Commonwealth Journal

September 20, 2013

Litton gets 18 years for vehicular manslaughter

by Heather Tomlinson
Commonwealth Journal

Somerset — A Pulaski County man who pleaded guilty to charges connected with a fatal March accident was handed a recommended 18-year sentence — but not before the court heard from him and the victim’s mother.

“I’ll never have my son back,” said Teresa Stephens-Davis as she addressed the court on Thursday. “He’s my only child. I’ll never have grandchildren. He’ll never get married.

“ ... I just hope he (Justin Litton) has time to think this over,” Stephens-Davis added.

Stephens-Davis is the mother of Levi Stephens, 33, who was killed in a March 18 car crash on West Ky. 80.

Litton, 36, appeared Thursday before Pulaski Circuit Judge Jeffrey T. Burdette for a sentencing hearing. Litton in August pleaded guilty to one count of second-degree manslaughter, one count of first-degree wanton endangerment, and one count of first-degree criminal mischief in connection with the accident.

Litton was arrested on March 18 and initially charged with murder after police say he intentionally drove into the path of Stephens’ vehicle.

Pulaski County Sheriff’s Deputy Steven Molen, watching for Litton’s vehicle that night after his family reported he’d expressed suicidal thoughts and left a residence intoxicated, captured the accident via dashboard camera. Litton’s vehicle appeared to cross the center line on West Ky. 80, entering into the opposite lane for several seconds and into the path of Stephens’’ vehicle.

Litton during Thursday’s hearing addressed the court and Stephens’ family, who held posters with Stephens’ pictures as they listened to the proceedings.

“I know there’s a lot of people who hate me here, and that breaks my heart,” said Litton. “ ... I never intended to take someone else’s life. Why he’s gone and I can still live my life, I don’t know ... I think about it every day.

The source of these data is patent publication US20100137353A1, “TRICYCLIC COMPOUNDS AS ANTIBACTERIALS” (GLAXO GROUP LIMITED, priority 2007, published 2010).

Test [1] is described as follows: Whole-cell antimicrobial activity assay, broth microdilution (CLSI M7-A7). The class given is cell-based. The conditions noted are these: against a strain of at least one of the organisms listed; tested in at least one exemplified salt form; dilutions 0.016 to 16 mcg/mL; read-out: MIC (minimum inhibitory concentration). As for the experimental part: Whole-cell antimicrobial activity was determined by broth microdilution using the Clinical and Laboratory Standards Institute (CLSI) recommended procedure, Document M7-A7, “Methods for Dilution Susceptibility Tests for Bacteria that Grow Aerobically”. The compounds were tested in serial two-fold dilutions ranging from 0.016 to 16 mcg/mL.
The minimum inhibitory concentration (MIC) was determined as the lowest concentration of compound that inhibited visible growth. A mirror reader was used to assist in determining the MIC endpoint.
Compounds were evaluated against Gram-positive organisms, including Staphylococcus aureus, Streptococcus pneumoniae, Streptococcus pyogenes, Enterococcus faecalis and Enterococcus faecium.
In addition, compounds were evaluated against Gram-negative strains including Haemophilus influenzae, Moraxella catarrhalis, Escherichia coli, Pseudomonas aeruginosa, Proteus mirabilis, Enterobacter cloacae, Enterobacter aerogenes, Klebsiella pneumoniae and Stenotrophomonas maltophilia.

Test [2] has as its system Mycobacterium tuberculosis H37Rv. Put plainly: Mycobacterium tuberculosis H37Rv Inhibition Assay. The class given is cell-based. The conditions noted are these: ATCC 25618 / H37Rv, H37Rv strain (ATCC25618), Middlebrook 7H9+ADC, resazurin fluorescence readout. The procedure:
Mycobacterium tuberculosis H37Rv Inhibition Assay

“I’m so sorry for taking his life,” Litton added.

Litton also hinted at his own family’s recent heartbreaking loss. Litton, in reading his statement to the court, said he lost his brother several years ago. Litton’s older brother, Jeremiah Litton, was shot and killed in Sept. 2011 during an altercation at a home off Monticello Street.

The man charged in Jeremiah Litton’s death, Matthew Danny Patterson, saw his case dismissed by a grand jury. Patterson had maintained he acted in self-defense during the incident.

“I lost my brother to a shooting ... I know what it’s like to lose a loved one,” Litton read during Thursday’s hearing. “I don’t think I can forgive the man who shot him , but I hope one day I can ...

“I hope one day Levi’s family can forgive me,” Litton added. “I am truly sorry for what I have done.”

Burdette accepted Commonwealth’s Attorney Eddy F. Montgomery’s recommendation of 10 years for the manslaughter charge, five years for the wanton endangerment charge, and three years for the criminal mischief charge, all to run consecutively for an 18-year sentence.

“These kinds of things change people,” Burdette said, noting that he hoped Litton could serve his time, learn from it, and use his experiences to teach others about the dangers of drinking and driving.

Montgomery said he felt Litton’s comments were genuine.

“I’m glad (Litton) talked,” said Montgomery. “I think it was sincere, I think it was good for the family to hear that.

“It’s just a tragedy all around,” Montgomery added.